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Intel CEO Krzanich: self-driving cars will double as security cameras • CNBC

Chantel McGee:


The benefits of having self-driving cars go far beyond automatic parking or fewer accidents, Intel CEO Brian Krzanich told CNBC on Thursday.

Among those other benefits: Driverless cars will double as security cameras, he said from the sidelines of the Code Conference in California.

“I always say that the cars are going to be out there looking, so the next time an Amber alert comes up and they’re looking for a license plate, the cars should be able to find that license plate quite rapidly,” said Krzanich.

The idea could bring up concerns about privacy, but Krzanich has already thought of how to minimize those worries.

“We’ll have to put limitations on it,” he said. “We’ll have to encrypt that data and make sure I can’t tell that it’s John’s [car] necessarily,” said Krzanich.


Mass surveillance without a warrant! How delightful.
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Xiaomi and Apple tie for the top position as the wearables market swells 17.9% during the first quarter • IDC


The worldwide wearables market maintained its upward trajectory during the first quarter of 2017 (1Q17) with Xiaomi and Apple leading all companies and multiple products experiencing double- and triple-digit growth. According to the International Data Corporation (IDC) Worldwide Quarterly Wearable Device Tracker, companies shipped a total of 24.7m wearable devices during 1Q17, up 17.9% from the 20.9m units shipped in 1Q16.

“Fitbit finds itself in the midst of a transformation as user tastes evolve from fitness bands to watches and other products,” noted Ramon Llamas, research manager for IDC’s Wearables team. “This allowed Xiaomi to throttle up on its inexpensive devices within the China market and for Apple to leverage its position as the leading smartwatch provider worldwide. Now that Xiaomi and Apple have supplanted Fitbit, the next question is whether they will be able to maintain their position.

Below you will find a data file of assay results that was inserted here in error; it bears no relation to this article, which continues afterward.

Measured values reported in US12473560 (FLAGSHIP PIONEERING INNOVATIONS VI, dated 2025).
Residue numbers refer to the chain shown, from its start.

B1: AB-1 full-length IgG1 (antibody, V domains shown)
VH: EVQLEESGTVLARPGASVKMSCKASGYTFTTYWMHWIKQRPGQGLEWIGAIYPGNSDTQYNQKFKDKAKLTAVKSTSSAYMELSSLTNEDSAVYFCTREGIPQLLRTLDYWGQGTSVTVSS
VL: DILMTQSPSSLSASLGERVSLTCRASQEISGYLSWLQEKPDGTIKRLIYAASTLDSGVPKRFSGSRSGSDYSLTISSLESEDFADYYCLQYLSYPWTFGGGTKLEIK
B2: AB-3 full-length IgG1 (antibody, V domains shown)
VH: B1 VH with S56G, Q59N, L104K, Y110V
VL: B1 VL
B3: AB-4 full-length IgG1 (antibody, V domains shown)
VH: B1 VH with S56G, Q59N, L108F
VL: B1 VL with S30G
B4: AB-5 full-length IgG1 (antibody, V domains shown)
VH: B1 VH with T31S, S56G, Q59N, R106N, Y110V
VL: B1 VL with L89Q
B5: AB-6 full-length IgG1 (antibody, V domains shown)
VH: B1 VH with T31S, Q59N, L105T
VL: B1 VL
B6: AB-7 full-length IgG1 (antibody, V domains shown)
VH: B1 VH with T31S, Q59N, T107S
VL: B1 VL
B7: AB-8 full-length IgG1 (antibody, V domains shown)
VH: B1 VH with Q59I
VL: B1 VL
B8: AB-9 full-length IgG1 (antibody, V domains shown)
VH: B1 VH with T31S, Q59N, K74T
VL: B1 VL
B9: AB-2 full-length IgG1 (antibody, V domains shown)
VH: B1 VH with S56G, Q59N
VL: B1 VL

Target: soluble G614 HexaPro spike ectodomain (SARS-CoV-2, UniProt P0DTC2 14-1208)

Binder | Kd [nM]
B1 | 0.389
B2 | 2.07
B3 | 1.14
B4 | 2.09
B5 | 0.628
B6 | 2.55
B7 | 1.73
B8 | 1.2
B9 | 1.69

“However, by no means should Fitbit be removed from the wearables conversation,” continued Llamas. “With a user base of 50 million, a strong presence within corporate wellness, and assets that keep it top of mind for digital health, Fitbit is well positioned to move into new segments and markets.”


Puts Apple and Xiaomi level at 3.6m, though Xiaomi’s are bargain-basement bracelet-style trackers, a form factor which I think has already peaked.

The top five players (Xiaomi, Apple, Fitbit, Samsung, Garmin) have just over half the market, and none is Android Wear. I suspect the latter is barely growing its user base now.
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Errata, corrigenda and ai no corrida: none notified